By Bill Miller
In 1851, Horace Greeley challenged the young men of America to “Go west, and grow up with the country.” Many of them listened, and many of our ancestors did it. After the Civil War ended there was a major movement west. On May 10, 1869, the Golden Spike was driven in Promontory, Utah to complete the railroad across the country. It opened the door to a new future. Less than one year later, Andrew Jackson Jones, son of David and Mary Jones, uncle to my wife and West Virginia Civil War veteran, was on the train heading west. His wife and his very young son, Clarence, joined him on this thousand mile journey. On April 7, 1870 they sat in the railroad station in Sedalia, Missouri and he wrote this letter to his youngest brother, John C. Jones, describing his trip. Maybe your ancestors wrote a similar letter.
Dear Brother John,
I write today to let you know my whereabouts. We arrived here safely yesterday morning. We left Fairmont (WV) as you know on Monday at 12 o’clock and 39 minutes. We made prompt connection with the Central Ohio Division R.R. at Bellaire. The Ohio River was very high nearly out of its banks, so high that the cars could not pass over. We had to cross by boat. Arrived at Columbus at 11 o’clock and 30 minutes that night. Had to lay over about a half hour and by way of the Zenia and Little Miami R.R. to Cincinnati on Tuesday morning at 7 o’clock. Thence to depot of the Mississippi and Ohio R.R. (which by the way was the best and smoothest road we were on, being a broad gauge) to St. Louis about midnight. Here we had to cross the Mississippi River to depot of Pacific R.R. Here as good fortune would have it we also made prompt connection and arrived here at 8 o’clock Wednesday. After getting dinner and resting awhile I went up to the ware rooms of Lohman & Co to whose care my goods were consigned, and found my goods (the hogshead and box) in perfect condition. They had arrived here only the day before I did myself. My baggage also came through safely from Fairmont. I had it checked to Benwood. At Benwood it was rechecked to Kansas City. I got it safely at Sedalia. This morning (Thursday) I found a wagon going to Henry Co. Shipped my goods by it. Paid to Lohrance & Co for freight storage (over 500 pounds) $12.80. We intended to go down to the wagon ourselves, but it commenced raining & is a very wet day. Mary and Clarence are very well & I am tolerably well. I have nothing more to add only that Meredith and Ross are here with their families in good condition. Their goods, which were sent on Monday after mine was shipped, did not arrive till last night. I will write again when I arrive at my point.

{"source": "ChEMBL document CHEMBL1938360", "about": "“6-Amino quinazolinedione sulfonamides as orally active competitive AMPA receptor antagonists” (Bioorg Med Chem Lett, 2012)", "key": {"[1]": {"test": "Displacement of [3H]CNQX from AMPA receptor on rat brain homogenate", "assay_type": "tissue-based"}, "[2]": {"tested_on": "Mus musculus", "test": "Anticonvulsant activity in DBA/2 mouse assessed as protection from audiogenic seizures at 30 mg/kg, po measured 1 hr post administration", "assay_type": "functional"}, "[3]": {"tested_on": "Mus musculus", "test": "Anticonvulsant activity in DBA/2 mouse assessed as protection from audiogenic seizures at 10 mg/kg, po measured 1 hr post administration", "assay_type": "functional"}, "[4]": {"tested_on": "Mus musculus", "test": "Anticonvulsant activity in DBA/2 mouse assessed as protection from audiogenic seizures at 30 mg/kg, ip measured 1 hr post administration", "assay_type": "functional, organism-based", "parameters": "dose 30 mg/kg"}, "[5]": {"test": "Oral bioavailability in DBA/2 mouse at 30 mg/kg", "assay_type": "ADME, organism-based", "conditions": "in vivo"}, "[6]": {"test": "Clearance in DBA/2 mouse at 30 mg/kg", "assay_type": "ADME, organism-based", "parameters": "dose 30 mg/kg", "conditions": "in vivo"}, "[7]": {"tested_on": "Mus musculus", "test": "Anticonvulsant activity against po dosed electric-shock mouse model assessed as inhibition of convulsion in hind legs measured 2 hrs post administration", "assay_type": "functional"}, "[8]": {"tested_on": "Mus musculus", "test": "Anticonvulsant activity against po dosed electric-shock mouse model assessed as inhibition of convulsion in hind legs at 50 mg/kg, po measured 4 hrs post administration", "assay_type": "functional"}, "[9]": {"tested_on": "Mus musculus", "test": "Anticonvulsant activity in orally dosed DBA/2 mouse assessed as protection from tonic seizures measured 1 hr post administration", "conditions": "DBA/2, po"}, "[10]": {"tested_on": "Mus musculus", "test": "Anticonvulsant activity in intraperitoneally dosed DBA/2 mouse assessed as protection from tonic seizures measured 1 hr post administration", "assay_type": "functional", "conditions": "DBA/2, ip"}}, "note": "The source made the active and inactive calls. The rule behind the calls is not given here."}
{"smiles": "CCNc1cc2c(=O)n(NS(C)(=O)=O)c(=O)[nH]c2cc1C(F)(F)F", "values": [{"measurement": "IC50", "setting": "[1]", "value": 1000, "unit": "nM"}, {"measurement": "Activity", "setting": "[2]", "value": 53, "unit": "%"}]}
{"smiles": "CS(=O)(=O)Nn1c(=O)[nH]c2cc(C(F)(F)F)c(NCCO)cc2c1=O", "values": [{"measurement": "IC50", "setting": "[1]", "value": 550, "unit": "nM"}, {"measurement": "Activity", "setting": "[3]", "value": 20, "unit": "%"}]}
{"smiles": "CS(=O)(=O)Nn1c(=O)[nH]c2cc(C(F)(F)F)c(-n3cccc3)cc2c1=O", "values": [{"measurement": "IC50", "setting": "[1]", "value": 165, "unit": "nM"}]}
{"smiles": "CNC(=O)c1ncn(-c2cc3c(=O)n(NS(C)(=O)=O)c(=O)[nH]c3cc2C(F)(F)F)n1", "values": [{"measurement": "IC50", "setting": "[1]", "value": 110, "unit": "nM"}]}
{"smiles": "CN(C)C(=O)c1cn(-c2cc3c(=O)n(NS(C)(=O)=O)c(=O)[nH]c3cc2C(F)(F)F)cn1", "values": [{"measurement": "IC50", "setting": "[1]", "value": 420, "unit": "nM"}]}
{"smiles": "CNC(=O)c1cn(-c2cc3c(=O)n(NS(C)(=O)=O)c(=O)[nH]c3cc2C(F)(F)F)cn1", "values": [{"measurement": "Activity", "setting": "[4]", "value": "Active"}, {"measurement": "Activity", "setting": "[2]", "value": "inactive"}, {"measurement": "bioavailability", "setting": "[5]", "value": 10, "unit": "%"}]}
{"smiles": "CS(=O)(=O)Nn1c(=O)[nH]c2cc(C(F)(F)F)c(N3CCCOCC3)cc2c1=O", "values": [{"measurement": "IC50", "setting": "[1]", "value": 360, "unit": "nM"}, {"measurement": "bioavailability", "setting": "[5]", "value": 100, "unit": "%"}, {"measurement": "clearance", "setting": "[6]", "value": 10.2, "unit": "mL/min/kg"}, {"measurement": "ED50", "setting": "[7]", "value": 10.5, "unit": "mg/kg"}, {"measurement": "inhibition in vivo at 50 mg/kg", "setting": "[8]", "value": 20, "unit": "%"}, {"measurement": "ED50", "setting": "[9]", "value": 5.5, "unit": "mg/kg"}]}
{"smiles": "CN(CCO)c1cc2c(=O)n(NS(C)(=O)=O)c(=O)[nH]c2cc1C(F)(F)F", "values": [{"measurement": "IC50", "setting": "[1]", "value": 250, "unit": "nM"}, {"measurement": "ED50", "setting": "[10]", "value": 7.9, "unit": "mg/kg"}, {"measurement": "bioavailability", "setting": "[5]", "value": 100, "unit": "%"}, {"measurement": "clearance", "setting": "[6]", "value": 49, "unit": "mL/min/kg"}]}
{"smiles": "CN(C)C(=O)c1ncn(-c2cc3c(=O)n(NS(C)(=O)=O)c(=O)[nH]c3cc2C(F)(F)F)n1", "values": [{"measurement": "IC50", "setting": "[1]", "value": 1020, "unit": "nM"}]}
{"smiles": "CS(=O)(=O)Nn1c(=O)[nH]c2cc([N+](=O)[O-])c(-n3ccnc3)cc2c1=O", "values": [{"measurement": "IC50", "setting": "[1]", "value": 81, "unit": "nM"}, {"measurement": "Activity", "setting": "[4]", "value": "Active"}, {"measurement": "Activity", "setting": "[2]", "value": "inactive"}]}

Andrew J. Jones
Fortunately, he kept a detailed diary of the journey, addressed to his son, which is in my possession. He had hoped to secure a farm in Missouri and make a new life, but he decided that “I do not like the land or the climate.” They returned to their home among the hills of West Virginia. His beautiful Journal is to tell his son, when he is older, why they took him on that trip, what they learned, and why they returned to “almost heaven, West Virginia.”
In doing research on your family keep your eyes open for old letters, cards and photos. They sure beat emails and text messages, and give wonderful insight into how we got here. For help and encouragement, join a genealogy group near you.
Completion of transcontinental railroad, Promontory, Utah – May 10, 1869
Bill & Ellie at Promontory, Utah – together forever